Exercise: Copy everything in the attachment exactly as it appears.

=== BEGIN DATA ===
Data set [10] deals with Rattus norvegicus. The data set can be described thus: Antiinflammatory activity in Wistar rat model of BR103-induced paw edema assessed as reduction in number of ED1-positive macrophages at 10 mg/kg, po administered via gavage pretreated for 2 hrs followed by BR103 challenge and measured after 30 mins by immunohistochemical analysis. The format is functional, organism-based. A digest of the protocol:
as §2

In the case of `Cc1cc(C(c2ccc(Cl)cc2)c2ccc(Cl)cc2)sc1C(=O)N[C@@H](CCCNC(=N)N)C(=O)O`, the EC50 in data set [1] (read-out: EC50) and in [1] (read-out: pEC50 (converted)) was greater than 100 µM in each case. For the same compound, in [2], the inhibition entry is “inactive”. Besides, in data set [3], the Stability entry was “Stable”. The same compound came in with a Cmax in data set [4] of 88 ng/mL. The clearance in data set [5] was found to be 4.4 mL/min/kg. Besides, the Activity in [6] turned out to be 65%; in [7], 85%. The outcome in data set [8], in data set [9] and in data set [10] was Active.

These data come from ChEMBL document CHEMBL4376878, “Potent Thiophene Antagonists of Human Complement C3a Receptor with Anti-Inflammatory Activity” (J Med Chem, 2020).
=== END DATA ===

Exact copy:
Data set [10] deals with Rattus norvegicus. The data set can be described thus: Antiinflammatory activity in Wistar rat model of BR103-induced paw edema assessed as reduction in number of ED1-positive macrophages at 10 mg/kg, po administered via gavage pretreated for 2 hrs followed by BR103 challenge and measured after 30 mins by immunohistochemical analysis. The format is functional, organism-based. A digest of the protocol:
as §2

In the case of `Cc1cc(C(c2ccc(Cl)cc2)c2ccc(Cl)cc2)sc1C(=O)N[C@@H](CCCNC(=N)N)C(=O)O`, the EC50 in data set [1] (read-out: EC50) and in [1] (read-out: pEC50 (converted)) was greater than 100 µM in each case. For the same compound, in [2], the inhibition entry is “inactive”. Besides, in data set [3], the Stability entry was “Stable”. The same compound came in with a Cmax in data set [4] of 88 ng/mL. The clearance in data set [5] was found to be 4.4 mL/min/kg. Besides, the Activity in [6] turned out to be 65%; in [7], 85%. The outcome in data set [8], in data set [9] and in data set [10] was Active.

These data come from ChEMBL document CHEMBL4376878, “Potent Thiophene Antagonists of Human Complement C3a Receptor with Anti-Inflammatory Activity” (J Med Chem, 2020).